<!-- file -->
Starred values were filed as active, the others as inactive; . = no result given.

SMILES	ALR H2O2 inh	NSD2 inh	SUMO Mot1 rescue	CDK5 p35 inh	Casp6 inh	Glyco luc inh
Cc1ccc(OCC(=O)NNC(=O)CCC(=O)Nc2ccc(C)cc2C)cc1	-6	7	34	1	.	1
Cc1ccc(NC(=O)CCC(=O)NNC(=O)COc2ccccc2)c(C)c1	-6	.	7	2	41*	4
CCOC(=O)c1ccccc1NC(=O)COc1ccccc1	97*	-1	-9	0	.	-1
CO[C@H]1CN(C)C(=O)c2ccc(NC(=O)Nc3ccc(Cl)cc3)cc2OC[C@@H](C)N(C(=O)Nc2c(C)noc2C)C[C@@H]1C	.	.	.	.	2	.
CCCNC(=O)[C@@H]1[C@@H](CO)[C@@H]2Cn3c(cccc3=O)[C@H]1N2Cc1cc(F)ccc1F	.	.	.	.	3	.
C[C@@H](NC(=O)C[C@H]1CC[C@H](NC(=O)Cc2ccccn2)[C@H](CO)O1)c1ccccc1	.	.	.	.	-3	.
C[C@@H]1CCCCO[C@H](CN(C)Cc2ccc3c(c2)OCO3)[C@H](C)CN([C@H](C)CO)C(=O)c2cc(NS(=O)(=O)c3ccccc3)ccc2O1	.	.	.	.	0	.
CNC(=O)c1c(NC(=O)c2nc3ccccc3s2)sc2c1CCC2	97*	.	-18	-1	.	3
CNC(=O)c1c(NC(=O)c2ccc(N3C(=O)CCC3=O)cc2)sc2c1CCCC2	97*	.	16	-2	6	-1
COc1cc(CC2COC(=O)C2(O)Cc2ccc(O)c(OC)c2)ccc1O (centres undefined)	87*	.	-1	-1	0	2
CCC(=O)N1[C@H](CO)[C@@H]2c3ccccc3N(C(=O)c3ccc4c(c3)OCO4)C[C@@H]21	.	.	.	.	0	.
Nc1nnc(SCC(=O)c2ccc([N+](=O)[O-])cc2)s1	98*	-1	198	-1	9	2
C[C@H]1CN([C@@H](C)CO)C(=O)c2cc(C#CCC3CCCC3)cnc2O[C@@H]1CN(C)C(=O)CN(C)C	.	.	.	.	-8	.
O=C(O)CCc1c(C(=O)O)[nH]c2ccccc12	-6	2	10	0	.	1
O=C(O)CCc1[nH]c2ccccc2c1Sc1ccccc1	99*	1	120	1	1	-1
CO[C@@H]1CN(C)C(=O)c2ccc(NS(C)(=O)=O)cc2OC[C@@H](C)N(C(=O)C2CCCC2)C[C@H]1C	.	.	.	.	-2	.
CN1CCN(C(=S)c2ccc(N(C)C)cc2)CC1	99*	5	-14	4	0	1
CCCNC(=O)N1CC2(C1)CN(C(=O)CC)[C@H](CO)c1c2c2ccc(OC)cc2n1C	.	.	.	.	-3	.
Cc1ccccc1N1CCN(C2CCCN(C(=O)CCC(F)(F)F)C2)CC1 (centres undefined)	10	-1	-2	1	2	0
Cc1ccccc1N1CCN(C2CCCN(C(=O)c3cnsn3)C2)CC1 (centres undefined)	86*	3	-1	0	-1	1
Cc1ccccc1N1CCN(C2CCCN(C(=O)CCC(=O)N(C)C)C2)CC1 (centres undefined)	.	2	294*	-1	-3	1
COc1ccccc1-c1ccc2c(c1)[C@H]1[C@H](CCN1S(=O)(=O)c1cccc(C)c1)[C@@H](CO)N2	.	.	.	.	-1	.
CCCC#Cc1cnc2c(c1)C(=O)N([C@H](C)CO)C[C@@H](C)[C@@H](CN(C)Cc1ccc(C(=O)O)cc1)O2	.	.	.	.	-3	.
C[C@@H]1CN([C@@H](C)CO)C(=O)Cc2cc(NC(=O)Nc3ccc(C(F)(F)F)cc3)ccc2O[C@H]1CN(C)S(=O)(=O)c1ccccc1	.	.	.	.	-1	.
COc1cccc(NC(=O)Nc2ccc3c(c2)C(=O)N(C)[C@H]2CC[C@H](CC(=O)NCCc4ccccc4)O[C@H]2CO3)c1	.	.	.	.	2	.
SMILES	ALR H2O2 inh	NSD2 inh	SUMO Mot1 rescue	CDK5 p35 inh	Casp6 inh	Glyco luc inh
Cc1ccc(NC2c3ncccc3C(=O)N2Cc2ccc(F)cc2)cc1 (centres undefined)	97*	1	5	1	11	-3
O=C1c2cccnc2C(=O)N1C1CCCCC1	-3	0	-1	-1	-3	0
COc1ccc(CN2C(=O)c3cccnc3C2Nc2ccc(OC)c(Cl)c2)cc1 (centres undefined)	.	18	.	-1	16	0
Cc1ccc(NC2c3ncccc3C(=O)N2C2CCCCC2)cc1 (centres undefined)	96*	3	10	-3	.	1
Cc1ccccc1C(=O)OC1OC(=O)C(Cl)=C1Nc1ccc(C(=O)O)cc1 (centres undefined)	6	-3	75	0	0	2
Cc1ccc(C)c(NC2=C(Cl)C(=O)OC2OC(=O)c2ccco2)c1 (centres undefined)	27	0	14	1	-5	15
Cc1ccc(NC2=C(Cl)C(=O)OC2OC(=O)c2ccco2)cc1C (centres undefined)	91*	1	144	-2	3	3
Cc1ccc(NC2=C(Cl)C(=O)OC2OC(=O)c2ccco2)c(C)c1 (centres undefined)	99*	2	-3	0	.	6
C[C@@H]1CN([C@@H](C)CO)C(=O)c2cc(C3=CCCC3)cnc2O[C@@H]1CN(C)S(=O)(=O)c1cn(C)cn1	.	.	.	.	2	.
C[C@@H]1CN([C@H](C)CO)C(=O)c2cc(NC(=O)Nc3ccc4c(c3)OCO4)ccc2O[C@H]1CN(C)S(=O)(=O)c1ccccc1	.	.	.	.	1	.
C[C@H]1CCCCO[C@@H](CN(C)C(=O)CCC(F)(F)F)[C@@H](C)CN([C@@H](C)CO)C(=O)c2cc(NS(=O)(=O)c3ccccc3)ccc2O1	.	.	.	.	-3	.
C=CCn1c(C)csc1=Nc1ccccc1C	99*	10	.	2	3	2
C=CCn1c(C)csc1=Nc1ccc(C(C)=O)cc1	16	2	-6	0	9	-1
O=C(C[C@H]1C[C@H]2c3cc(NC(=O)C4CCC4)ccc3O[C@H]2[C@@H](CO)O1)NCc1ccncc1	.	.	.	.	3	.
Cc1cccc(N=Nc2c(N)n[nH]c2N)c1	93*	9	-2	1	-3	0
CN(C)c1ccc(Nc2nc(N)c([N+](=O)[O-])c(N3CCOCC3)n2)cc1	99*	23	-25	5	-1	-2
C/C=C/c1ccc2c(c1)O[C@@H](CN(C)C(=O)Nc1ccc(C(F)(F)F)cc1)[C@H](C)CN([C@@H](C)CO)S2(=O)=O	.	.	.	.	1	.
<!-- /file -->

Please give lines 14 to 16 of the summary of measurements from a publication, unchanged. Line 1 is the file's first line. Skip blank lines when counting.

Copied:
Nc1nnc(SCC(=O)c2ccc([N+](=O)[O-])cc2)s1	98*	-1	198	-1	9	2
C[C@H]1CN([C@@H](C)CO)C(=O)c2cc(C#CCC3CCCC3)cnc2O[C@@H]1CN(C)C(=O)CN(C)C	.	.	.	.	-8	.
O=C(O)CCc1c(C(=O)O)[nH]c2ccccc12	-6	2	10	0	.	1